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Pandemic Terrorism


New Wave of a Pandemic Terrorism

By: Rommel K Manwong

Area: Terrorism Studies, Crime Investigations, Applied Criminology

The news is clear. The threat is real. And it just happened. In Tunisia, North Africa, the Tunisian authorities foiled an alleged ‘terrorist plot’ to spread the coronavirus among security forces by coughing, sneezing and spitting on them. Two men and a suspected jihadist behind the plot were arrested on April 16, 2020 as per report from the Tunisian Interior Ministry.

The report stated that one of the terrorists admitted that he was under instruction to carry out the attack. The suspected jihadist was accused of having employed his influence over “those who have symptoms of the emerging coronavirus and who are under administrative control” inciting them to intentionally sneeze and cough and spread spit everywhere.

In the previous months, there were also talks about the US considering the international spread of the coronavirus by extremist groups. As per CNN report, there was a Department of Homeland Security (DHS) document quoted saying that “members of extremist groups are encouraging one another to spread the virus, if contracted, to targeted groups through bodily fluids and personal interactions.”

Even last year, there was an assessment made in the US detailing the risk that terrorists might use infected humans to spread a contagious disease. Indicators reported a ‘highly likely’ to happen condition. Some of the key valuable reasons for its likelihood are - the use of infected humans to spread a contagious disease requires only limited technical know-how, the attack is lethal to targeted population, provide low cost for weapon, have traumatic psychological effect, undermine public health and medical infrastructures, and erode faith in government’s ability to protect the public.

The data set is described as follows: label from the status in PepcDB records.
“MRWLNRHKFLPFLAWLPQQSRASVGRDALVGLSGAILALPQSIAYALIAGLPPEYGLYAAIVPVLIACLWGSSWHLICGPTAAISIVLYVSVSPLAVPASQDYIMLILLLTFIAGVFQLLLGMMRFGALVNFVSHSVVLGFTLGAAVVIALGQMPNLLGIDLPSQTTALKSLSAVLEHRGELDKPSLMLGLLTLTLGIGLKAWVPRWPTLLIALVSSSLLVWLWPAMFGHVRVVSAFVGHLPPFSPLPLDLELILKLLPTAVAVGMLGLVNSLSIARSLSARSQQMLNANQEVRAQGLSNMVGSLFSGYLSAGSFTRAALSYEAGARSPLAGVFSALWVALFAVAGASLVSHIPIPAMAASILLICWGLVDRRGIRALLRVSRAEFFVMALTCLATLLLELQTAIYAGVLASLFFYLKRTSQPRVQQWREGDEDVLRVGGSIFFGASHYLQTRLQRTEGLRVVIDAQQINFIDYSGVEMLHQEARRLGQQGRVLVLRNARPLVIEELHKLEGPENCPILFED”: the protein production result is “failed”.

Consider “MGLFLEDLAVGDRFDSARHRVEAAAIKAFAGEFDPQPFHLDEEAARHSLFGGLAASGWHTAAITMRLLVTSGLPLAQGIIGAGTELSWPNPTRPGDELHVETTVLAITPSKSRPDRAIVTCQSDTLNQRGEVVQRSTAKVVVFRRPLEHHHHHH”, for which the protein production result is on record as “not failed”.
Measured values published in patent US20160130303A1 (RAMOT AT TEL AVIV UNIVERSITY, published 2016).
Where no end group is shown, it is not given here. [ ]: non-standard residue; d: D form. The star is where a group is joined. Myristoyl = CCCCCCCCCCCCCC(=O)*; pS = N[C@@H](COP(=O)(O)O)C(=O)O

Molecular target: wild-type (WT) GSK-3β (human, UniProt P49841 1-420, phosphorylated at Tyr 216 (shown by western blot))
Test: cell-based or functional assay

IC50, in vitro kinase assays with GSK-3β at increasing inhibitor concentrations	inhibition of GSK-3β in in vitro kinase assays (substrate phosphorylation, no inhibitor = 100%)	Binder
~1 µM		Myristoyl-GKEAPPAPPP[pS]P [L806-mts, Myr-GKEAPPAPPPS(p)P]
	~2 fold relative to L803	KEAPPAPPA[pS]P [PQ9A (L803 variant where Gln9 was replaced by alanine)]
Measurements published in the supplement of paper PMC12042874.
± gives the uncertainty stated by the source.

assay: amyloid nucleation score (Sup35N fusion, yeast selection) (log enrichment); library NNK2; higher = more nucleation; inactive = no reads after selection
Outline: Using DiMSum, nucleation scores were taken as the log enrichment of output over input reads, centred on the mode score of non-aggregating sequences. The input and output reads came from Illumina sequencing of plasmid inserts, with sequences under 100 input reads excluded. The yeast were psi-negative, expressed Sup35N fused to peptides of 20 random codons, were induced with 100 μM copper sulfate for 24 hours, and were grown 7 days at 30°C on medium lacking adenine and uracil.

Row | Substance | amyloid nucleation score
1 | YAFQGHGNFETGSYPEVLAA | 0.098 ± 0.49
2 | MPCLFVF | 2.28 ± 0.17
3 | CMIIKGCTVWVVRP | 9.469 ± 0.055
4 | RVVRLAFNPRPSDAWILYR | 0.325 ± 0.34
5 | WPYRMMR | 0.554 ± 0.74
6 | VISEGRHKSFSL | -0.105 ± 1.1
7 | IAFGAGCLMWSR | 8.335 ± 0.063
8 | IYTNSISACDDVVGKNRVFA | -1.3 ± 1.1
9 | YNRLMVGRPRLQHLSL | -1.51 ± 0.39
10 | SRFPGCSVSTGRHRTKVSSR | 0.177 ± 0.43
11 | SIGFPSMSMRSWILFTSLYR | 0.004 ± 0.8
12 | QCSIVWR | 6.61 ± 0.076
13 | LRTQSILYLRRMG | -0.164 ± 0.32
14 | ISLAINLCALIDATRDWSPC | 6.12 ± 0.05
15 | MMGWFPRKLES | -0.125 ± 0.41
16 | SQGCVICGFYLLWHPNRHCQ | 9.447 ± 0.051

Other report also points out that ISIS tried to find ways to carry out bacteriological attacks, although unsuccessful.

Now that is happening, we are facing another great challenge in the fight against global terrorism. The Islamic State has already classified the existence of the pandemic as a "divine revenge" for the infidels, and it is not far, for their interest, to use the virus as an instrument of attacks.

But we say “we never sleep”. This is our motto. We do not underestimate the use of such means. Our security expert provided us some insights on how to deal with preventing pandemic terrorism. A tripartite system of defense could be adopted and to be used in a layered approach, in order to reduce incidence and effects of bioterrorism via coronavirus or even future emerging diseases.

  1. Disruption - interdicting an infected terrorist before he or she reaches a target location or population will require timely and accurate intelligence. This, we must further intensify our network in the intelligence community, and elevate our skills on situational awareness.

  2. Deterrence - the context of infectious terrorism, criminalization is the primary means of ensuring that perpetrators face severe consequences. The Human Security Act must be repealed, and to include a provision of anti-bioweapon clause in the new law, and reimpose the death penalty for this purpose.

  3. Defense - against an infectious disease attack involves a range of measures that reduce vulnerabilities and consequences in potential target populations. If target populations are secured against outsiders, whether through quarantine, geographic barriers, or physical barriers, they become less vulnerable.

To do all these under the current situation imposed by COVID-19 may be very difficult. Nonetheless, it is important that COVID-19 does not completely distract us and our efforts to beat it down from this ongoing battle. If anything, we need to be reminded all the time, to be always vigilant and to remain attuned with protocols.

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